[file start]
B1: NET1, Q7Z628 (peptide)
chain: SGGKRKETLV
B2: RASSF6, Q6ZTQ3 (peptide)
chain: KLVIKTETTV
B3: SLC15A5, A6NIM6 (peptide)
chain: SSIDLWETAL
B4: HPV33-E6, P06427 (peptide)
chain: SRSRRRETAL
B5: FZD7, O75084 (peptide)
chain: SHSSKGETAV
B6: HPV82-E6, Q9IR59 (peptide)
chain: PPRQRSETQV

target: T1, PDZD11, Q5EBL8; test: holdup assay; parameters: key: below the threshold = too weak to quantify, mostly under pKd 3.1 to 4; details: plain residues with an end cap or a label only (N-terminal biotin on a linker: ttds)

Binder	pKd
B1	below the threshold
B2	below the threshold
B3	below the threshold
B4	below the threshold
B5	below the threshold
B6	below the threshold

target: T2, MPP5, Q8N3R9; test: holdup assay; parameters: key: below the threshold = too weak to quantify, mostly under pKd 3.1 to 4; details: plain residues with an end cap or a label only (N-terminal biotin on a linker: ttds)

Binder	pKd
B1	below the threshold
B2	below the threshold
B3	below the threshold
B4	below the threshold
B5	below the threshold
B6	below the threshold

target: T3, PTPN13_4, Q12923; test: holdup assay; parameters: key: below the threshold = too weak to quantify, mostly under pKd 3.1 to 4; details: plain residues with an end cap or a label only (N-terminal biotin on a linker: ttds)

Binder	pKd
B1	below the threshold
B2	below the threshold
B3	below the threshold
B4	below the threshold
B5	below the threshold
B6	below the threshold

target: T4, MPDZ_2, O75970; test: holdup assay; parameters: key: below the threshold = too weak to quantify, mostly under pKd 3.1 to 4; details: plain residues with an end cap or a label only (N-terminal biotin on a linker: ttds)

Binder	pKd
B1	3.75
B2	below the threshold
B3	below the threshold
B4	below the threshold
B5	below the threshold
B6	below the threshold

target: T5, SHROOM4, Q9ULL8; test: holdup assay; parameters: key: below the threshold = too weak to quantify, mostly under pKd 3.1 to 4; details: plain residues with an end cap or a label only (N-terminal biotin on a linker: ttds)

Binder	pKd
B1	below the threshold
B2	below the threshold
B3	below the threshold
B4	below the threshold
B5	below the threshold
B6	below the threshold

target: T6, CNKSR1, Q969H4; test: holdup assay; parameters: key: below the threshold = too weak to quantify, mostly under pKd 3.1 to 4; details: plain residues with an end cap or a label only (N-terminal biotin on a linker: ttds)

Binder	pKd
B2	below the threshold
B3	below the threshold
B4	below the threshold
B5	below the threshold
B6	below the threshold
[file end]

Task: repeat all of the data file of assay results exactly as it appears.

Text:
B1: NET1, Q7Z628 (peptide)
chain: SGGKRKETLV
B2: RASSF6, Q6ZTQ3 (peptide)
chain: KLVIKTETTV
B3: SLC15A5, A6NIM6 (peptide)
chain: SSIDLWETAL
B4: HPV33-E6, P06427 (peptide)
chain: SRSRRRETAL
B5: FZD7, O75084 (peptide)
chain: SHSSKGETAV
B6: HPV82-E6, Q9IR59 (peptide)
chain: PPRQRSETQV

target: T1, PDZD11, Q5EBL8; test: holdup assay; parameters: key: below the threshold = too weak to quantify, mostly under pKd 3.1 to 4; details: plain residues with an end cap or a label only (N-terminal biotin on a linker: ttds)

Binder	pKd
B1	below the threshold
B2	below the threshold
B3	below the threshold
B4	below the threshold
B5	below the threshold
B6	below the threshold

target: T2, MPP5, Q8N3R9; test: holdup assay; parameters: key: below the threshold = too weak to quantify, mostly under pKd 3.1 to 4; details: plain residues with an end cap or a label only (N-terminal biotin on a linker: ttds)

Binder	pKd
B1	below the threshold
B2	below the threshold
B3	below the threshold
B4	below the threshold
B5	below the threshold
B6	below the threshold

target: T3, PTPN13_4, Q12923; test: holdup assay; parameters: key: below the threshold = too weak to quantify, mostly under pKd 3.1 to 4; details: plain residues with an end cap or a label only (N-terminal biotin on a linker: ttds)

Binder	pKd
B1	below the threshold
B2	below the threshold
B3	below the threshold
B4	below the threshold
B5	below the threshold
B6	below the threshold

target: T4, MPDZ_2, O75970; test: holdup assay; parameters: key: below the threshold = too weak to quantify, mostly under pKd 3.1 to 4; details: plain residues with an end cap or a label only (N-terminal biotin on a linker: ttds)

Binder	pKd
B1	3.75
B2	below the threshold
B3	below the threshold
B4	below the threshold
B5	below the threshold
B6	below the threshold

target: T5, SHROOM4, Q9ULL8; test: holdup assay; parameters: key: below the threshold = too weak to quantify, mostly under pKd 3.1 to 4; details: plain residues with an end cap or a label only (N-terminal biotin on a linker: ttds)

Binder	pKd
B1	below the threshold
B2	below the threshold
B3	below the threshold
B4	below the threshold
B5	below the threshold
B6	below the threshold

target: T6, CNKSR1, Q969H4; test: holdup assay; parameters: key: below the threshold = too weak to quantify, mostly under pKd 3.1 to 4; details: plain residues with an end cap or a label only (N-terminal biotin on a linker: ttds)

Binder	pKd
B2	below the threshold
B3	below the threshold
B4	below the threshold
B5	below the threshold
B6	below the threshold